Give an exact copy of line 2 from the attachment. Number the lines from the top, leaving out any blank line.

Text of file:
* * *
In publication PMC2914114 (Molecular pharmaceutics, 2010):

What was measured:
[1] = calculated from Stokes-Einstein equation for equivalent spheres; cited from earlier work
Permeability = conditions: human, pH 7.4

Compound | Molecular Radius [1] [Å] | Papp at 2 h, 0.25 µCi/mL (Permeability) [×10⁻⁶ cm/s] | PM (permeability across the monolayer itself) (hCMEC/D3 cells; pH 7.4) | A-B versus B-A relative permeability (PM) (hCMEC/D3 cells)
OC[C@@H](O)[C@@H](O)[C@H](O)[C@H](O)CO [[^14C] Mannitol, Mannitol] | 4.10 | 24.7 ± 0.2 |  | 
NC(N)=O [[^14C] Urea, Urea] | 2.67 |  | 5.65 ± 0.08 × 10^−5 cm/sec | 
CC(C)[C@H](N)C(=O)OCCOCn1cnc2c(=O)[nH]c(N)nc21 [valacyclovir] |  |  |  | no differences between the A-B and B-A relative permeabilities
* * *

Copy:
What was measured: